Tuesday, June 11, 2013

What Is the One Thing You Should Do in Every Job Interview?

An online article by Dave Kerpen, CEO of Likeable Local and NY Times Best-Selling Author, was brought to my attention the other day. The article is titled, “1 Thing You Must Do in Every Job Interview,” and I found it to be  interesting and definitely worth reading for anyone in a job hunt. Here is a link to the full article:

1 Thing You Must Do in Every Job Interview

In a nutshell, this article discusses the importance of having questions prepared for the interviewer. As stated in the article, well thought out questions demonstrate the person’s interest in the job and company. I completely agree that a candidate that is prepared with well thought out questions will come across more interested in the position they are interviewing for verse someone that simply states that they have no questions when asked. When preparing a candidate for an interview I always talk to them about this very topic.

What I found even more interesting than the article was the comments from readers. For example:

Comment: Why would I wait until after the interview to ask "who is the ideal candidate for this position?" Good point. I believe this is something the candidate needs to work into the beginning of the interview. Hence allowing them to highlight their experiences that are obviously most important to the interviewer.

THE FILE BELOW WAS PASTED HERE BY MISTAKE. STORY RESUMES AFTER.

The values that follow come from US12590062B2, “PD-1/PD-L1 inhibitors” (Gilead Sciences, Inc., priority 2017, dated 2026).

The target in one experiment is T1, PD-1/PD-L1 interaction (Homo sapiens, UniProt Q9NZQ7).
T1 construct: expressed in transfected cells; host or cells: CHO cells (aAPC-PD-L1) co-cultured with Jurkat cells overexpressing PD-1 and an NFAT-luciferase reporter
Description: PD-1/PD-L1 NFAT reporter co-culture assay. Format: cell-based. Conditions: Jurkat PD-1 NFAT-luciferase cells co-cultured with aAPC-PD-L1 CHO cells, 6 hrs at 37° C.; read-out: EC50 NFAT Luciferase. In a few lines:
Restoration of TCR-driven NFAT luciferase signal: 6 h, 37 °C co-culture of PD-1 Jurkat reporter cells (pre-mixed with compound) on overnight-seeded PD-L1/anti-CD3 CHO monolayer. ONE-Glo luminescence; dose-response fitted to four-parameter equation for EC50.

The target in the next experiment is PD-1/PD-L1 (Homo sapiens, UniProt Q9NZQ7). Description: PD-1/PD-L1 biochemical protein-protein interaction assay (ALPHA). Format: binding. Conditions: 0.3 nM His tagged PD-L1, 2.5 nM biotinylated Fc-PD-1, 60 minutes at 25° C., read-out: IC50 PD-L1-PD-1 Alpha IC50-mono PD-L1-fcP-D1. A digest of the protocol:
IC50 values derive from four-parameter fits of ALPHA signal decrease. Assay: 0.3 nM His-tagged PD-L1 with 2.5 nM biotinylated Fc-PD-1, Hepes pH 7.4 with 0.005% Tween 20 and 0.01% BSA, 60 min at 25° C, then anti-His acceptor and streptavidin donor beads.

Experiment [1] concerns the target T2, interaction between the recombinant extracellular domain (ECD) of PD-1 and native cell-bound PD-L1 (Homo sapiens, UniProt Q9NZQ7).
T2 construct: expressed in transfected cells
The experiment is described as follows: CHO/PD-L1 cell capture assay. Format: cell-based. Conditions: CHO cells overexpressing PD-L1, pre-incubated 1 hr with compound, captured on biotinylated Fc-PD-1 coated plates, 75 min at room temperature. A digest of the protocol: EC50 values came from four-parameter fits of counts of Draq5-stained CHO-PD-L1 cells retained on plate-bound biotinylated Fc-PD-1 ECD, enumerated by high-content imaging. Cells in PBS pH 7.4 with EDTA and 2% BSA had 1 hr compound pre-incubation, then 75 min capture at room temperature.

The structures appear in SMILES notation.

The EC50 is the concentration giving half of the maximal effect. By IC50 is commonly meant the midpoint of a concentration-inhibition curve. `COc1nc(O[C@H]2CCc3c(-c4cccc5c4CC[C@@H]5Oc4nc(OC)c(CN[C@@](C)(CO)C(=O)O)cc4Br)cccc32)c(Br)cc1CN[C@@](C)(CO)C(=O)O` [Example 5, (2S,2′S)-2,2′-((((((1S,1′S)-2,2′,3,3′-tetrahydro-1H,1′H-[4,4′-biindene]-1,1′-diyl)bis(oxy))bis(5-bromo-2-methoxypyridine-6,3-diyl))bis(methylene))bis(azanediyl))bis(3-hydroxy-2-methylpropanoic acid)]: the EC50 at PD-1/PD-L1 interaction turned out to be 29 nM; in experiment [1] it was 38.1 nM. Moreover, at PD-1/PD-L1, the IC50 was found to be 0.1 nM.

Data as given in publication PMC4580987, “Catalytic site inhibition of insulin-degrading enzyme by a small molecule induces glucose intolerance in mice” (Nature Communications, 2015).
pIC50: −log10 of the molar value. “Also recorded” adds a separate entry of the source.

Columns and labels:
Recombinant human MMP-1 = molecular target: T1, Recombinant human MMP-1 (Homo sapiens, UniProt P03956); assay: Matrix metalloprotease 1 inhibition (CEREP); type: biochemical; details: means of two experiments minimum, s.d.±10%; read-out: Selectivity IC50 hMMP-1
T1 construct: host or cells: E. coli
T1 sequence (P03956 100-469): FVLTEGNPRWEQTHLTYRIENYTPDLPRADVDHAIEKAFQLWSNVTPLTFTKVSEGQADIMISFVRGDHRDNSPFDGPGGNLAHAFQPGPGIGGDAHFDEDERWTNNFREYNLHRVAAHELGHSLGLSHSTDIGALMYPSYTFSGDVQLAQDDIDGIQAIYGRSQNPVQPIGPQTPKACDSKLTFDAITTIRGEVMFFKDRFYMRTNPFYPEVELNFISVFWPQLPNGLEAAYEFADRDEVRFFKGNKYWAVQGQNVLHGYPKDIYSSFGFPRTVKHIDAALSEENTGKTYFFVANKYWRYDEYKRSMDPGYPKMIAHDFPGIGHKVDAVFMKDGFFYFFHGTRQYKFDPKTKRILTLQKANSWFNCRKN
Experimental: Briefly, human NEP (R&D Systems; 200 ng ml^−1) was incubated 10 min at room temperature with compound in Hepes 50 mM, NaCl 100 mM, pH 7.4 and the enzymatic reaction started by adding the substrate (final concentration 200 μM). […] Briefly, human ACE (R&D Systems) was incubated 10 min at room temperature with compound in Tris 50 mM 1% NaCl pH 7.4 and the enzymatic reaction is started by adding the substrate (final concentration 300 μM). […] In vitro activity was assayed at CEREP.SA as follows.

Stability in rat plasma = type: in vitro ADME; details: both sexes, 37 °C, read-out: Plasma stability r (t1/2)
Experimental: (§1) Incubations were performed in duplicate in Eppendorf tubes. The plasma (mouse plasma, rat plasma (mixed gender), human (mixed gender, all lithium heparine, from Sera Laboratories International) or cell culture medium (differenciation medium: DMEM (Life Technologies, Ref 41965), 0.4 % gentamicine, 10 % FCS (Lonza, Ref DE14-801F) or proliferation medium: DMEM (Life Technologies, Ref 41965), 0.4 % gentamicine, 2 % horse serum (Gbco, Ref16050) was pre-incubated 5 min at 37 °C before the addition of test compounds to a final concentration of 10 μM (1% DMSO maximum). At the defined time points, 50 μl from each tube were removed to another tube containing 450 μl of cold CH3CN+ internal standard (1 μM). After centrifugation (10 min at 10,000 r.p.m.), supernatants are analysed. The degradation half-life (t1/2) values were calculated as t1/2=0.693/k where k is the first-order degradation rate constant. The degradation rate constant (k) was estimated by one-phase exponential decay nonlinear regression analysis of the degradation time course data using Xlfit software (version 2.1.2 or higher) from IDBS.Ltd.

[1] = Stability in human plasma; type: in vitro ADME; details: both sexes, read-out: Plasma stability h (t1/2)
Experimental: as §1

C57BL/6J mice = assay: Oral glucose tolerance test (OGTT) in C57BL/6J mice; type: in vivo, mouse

Comment: I disagree with this article. The one thing you must do in a job interview is sell yourself and convince the interviewers that you are the best person for the job. Period. True, however I often hear from interviewers about a candidate not showing passion and enthusiasm.  Asking well thought out questions is just one more way to demonstrate this interest. A great candidate will take the interview past their applicable skills and why they are the best candidate, they will also show the company that they are ready to do the job.


Overall, there are some very good comments that are just as useful as the article itself. There are some negative comments as well, and some are valid. Others are just people being negative. Right or wrong, interviewers are often looking for ways to determine a candidate's passion for what they do and about the job they have available. And whether you agree or disagree with the author’s decision not to hire the candidate, being prepared is always a good idea. And for me, that is the bottom line.

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